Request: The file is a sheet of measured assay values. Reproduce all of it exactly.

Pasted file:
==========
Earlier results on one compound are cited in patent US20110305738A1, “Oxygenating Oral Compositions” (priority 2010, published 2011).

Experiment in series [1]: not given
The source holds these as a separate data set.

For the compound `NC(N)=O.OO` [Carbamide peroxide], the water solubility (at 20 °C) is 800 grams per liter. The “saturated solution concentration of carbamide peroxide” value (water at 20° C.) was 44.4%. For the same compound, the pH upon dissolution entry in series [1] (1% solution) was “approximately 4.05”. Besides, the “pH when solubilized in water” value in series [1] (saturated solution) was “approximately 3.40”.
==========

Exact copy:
Earlier results on one compound are cited in patent US20110305738A1, “Oxygenating Oral Compositions” (priority 2010, published 2011).

Experiment in series [1]: not given
The source holds these as a separate data set.

For the compound `NC(N)=O.OO` [Carbamide peroxide], the water solubility (at 20 °C) is 800 grams per liter. The “saturated solution concentration of carbamide peroxide” value (water at 20° C.) was 44.4%. For the same compound, the pH upon dissolution entry in series [1] (1% solution) was “approximately 4.05”. Besides, the “pH when solubilized in water” value in series [1] (saturated solution) was “approximately 3.40”.